- 9-9:30 Sandor’s housemate, Leopard, is a qigong practitioner and teacher, so for those of us who wanted to participate, we had some amazing 8 Brocades time outside before starting class. (Side note: Despite my nerve-damaged body and general lack of coordination, this made me feel amazing and I’m currently ISO some group qigong in Philly if anyone has a hot tip.)
- 9:30-11:30 Fermentation Class! Sandor had a loosely observed agenda of things to cover. Some days were packed with lots of ferments, other we focused on just one or two ferments for a whole morning. We tasted finished samples, went through the process of making them together and dug deep with questions (with Sandor Katz. In Sandor Katz’ kitchen. Did I mention we hung out with Sandor Katz and fermented stuff in his kitchen?).
- 11:30 – 1 Lunch and lunch clean-up. Lunch and dinner were always made and eaten communally. We were encouraged to pilfer the pantry and make whatever we were inspired to make for most meals. Sometimes there was a theme, sometimes there was just an almost comical variety of dishes to dig into. Not everyone cooked at every meal, but we all sure as hell ate at every meal.
- 1 – 5:00 or 6:30 Afternoon Fermentation Class. Same deal as the morning. We would taste finished versions of the ferments we were making, ask loads (seriously) of questions, make multiple ferments per Sandor’s agenda. Some days we took a break in there, which Bethany and I used to peel sticks (It’s a thing. I’ll tell you later.) These classes were immersive and open. We had time to approach each ferment in an in-depth way, explore questions and even alternative projects. It was, simply put, the way I would like to spend most days.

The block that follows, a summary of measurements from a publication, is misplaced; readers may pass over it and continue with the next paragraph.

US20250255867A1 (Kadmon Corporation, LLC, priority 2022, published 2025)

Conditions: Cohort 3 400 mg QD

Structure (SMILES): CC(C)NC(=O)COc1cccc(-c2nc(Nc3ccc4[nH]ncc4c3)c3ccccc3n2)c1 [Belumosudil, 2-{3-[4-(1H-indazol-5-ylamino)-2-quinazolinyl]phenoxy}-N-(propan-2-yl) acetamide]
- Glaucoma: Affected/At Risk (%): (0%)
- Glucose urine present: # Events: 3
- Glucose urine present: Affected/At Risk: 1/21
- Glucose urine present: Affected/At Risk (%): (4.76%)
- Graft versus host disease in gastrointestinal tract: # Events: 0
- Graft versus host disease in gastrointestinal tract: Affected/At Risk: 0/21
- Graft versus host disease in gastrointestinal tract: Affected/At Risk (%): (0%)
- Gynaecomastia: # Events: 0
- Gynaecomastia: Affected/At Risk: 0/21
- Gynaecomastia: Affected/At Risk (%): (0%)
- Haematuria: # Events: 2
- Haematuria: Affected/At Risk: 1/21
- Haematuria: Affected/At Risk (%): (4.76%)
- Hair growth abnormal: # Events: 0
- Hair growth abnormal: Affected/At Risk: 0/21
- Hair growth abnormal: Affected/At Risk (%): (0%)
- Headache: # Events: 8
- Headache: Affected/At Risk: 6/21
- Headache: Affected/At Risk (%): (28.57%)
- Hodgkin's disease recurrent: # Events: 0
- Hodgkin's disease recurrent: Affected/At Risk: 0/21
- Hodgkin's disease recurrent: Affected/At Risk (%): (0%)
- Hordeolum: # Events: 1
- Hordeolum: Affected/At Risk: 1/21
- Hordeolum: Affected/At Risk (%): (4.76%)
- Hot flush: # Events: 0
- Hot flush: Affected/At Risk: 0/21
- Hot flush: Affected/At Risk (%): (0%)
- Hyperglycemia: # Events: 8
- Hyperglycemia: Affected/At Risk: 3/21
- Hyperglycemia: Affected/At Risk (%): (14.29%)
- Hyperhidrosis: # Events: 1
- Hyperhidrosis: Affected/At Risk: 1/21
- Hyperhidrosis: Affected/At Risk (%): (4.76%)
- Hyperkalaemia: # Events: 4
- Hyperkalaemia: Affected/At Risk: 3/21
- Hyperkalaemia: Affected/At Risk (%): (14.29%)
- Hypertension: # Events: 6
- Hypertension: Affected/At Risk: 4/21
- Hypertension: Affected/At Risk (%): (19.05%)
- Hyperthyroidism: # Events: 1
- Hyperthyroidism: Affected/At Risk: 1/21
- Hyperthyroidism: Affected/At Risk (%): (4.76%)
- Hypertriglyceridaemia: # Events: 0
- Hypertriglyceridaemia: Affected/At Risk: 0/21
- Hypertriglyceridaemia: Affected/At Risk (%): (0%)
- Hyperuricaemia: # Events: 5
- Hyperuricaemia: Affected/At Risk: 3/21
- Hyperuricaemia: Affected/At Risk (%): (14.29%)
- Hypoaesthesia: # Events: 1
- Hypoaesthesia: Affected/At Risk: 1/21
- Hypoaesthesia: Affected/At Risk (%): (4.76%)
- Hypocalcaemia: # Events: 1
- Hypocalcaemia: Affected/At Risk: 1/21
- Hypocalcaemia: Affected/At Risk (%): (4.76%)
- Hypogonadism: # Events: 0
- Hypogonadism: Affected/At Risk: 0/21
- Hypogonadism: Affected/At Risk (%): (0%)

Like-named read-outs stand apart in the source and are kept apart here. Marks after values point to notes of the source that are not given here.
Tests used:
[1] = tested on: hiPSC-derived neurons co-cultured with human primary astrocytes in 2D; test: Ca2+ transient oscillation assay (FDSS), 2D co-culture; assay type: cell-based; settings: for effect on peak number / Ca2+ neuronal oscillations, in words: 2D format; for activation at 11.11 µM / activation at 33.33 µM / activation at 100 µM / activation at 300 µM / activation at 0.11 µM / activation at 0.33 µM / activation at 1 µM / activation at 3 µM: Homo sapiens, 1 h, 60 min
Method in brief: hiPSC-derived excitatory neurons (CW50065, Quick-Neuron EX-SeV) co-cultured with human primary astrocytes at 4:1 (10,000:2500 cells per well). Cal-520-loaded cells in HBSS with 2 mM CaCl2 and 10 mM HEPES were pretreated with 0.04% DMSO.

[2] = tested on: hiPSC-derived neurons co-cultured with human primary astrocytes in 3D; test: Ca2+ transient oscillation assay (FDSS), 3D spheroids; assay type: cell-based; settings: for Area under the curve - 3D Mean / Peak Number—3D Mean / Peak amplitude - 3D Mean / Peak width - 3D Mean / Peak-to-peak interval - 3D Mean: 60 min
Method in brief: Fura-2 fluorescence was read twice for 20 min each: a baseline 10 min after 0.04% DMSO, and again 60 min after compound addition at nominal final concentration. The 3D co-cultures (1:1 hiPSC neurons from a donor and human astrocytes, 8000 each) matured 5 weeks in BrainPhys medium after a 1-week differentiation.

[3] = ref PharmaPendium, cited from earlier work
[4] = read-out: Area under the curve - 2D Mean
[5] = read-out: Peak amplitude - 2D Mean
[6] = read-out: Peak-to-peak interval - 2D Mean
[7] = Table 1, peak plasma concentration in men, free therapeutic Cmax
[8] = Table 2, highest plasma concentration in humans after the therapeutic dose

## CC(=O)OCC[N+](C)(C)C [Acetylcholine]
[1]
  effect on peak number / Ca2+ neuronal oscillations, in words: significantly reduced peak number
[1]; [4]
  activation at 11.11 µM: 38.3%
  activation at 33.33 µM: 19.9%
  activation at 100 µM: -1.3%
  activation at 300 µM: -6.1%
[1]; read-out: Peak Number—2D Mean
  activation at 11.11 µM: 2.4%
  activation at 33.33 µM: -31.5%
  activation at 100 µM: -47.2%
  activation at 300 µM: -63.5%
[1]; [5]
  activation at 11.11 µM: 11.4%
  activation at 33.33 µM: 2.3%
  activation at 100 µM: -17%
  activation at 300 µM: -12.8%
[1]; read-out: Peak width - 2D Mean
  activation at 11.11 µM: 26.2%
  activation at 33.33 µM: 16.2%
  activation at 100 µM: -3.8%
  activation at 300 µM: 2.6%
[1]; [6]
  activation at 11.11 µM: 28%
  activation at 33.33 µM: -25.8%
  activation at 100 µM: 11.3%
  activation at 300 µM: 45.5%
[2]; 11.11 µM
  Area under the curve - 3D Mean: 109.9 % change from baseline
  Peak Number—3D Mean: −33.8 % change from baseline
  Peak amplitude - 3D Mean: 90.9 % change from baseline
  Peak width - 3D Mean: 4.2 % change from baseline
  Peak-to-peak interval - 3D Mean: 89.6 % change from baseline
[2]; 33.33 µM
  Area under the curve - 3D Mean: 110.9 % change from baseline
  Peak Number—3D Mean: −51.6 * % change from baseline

- 6:30-8 or 9 Dinner and clean-up. Sandor frequently made trips down to his amazing cellar to pull up a few bottles of country wine or mead for us. We started sipping and cooking around 6:30 and cooking maybe around 7. Dinner was the same deal as lunch, a big, communal affair where everyone contributed to the food prep or cleaning. We ate together on the covered porch most nights and sometimes talked about the big things.
- 9 to whenever – Hang out with new, fermenty buddies. Go to bed at “Country Midnight.” My circadian rhythms definitely adjusted to the sunrise and set as they never have before. I have never been seen waking up before 7 without an alarm, but I was one of the first people up every morning, generally well before 7am.
In short, we spent days the way every fermenter wishes she could always spend her days! Specifics coming soon.
*All of these are vague estimations. Every day was different, and we spent a lot of time picking each other’s brains on topics both fermented and unfermented. We shared our stories and experiences. We peeled sticks (it was awesome!). We drank a ridiculous amount of coffee. We also took field trips to a local goat farm and to Sandor’s former intentional community, a short walk from his current home, and were encouraged to forage for additions to the dinner table. It was paradise.